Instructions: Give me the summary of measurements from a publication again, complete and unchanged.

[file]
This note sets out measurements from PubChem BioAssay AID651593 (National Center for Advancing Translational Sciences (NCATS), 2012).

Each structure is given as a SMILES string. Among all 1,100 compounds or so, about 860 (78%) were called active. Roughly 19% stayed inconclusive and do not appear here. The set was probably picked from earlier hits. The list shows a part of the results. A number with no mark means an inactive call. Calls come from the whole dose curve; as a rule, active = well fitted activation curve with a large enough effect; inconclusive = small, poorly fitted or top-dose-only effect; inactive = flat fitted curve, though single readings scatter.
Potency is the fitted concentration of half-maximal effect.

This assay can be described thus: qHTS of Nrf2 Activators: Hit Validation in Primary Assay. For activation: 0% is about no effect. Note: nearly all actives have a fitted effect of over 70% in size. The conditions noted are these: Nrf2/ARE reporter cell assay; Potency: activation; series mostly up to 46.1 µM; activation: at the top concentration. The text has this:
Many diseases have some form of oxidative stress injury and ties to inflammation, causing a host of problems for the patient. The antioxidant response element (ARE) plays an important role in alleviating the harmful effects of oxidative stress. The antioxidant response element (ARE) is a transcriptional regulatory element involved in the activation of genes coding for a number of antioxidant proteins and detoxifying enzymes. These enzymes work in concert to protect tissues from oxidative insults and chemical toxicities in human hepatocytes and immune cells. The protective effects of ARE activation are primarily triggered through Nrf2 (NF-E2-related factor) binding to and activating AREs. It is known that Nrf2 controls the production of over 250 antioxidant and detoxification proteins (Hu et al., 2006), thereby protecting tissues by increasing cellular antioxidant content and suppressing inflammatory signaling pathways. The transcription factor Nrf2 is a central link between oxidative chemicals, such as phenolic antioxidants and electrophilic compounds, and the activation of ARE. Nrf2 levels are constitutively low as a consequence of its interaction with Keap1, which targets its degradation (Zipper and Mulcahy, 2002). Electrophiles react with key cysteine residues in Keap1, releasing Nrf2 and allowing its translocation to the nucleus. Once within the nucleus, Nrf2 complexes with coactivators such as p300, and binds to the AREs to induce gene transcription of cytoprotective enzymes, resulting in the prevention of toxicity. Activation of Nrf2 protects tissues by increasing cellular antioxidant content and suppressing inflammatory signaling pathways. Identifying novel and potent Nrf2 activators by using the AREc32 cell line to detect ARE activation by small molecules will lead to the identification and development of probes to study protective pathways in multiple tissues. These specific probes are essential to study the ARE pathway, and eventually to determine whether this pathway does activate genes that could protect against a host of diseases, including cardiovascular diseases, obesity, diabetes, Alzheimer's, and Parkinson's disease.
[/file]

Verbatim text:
This note sets out measurements from PubChem BioAssay AID651593 (National Center for Advancing Translational Sciences (NCATS), 2012).

Each structure is given as a SMILES string. Among all 1,100 compounds or so, about 860 (78%) were called active. Roughly 19% stayed inconclusive and do not appear here. The set was probably picked from earlier hits. The list shows a part of the results. A number with no mark means an inactive call. Calls come from the whole dose curve; as a rule, active = well fitted activation curve with a large enough effect; inconclusive = small, poorly fitted or top-dose-only effect; inactive = flat fitted curve, though single readings scatter.
Potency is the fitted concentration of half-maximal effect.

This assay can be described thus: qHTS of Nrf2 Activators: Hit Validation in Primary Assay. For activation: 0% is about no effect. Note: nearly all actives have a fitted effect of over 70% in size. The conditions noted are these: Nrf2/ARE reporter cell assay; Potency: activation; series mostly up to 46.1 µM; activation: at the top concentration. The text has this:
Many diseases have some form of oxidative stress injury and ties to inflammation, causing a host of problems for the patient. The antioxidant response element (ARE) plays an important role in alleviating the harmful effects of oxidative stress. The antioxidant response element (ARE) is a transcriptional regulatory element involved in the activation of genes coding for a number of antioxidant proteins and detoxifying enzymes. These enzymes work in concert to protect tissues from oxidative insults and chemical toxicities in human hepatocytes and immune cells. The protective effects of ARE activation are primarily triggered through Nrf2 (NF-E2-related factor) binding to and activating AREs. It is known that Nrf2 controls the production of over 250 antioxidant and detoxification proteins (Hu et al., 2006), thereby protecting tissues by increasing cellular antioxidant content and suppressing inflammatory signaling pathways. The transcription factor Nrf2 is a central link between oxidative chemicals, such as phenolic antioxidants and electrophilic compounds, and the activation of ARE. Nrf2 levels are constitutively low as a consequence of its interaction with Keap1, which targets its degradation (Zipper and Mulcahy, 2002). Electrophiles react with key cysteine residues in Keap1, releasing Nrf2 and allowing its translocation to the nucleus. Once within the nucleus, Nrf2 complexes with coactivators such as p300, and binds to the AREs to induce gene transcription of cytoprotective enzymes, resulting in the prevention of toxicity. Activation of Nrf2 protects tissues by increasing cellular antioxidant content and suppressing inflammatory signaling pathways. Identifying novel and potent Nrf2 activators by using the AREc32 cell line to detect ARE activation by small molecules will lead to the identification and development of probes to study protective pathways in multiple tissues. These specific probes are essential to study the ARE pathway, and eventually to determine whether this pathway does activate genes that could protect against a host of diseases, including cardiovascular diseases, obesity, diabetes, Alzheimer's, and Parkinson's disease.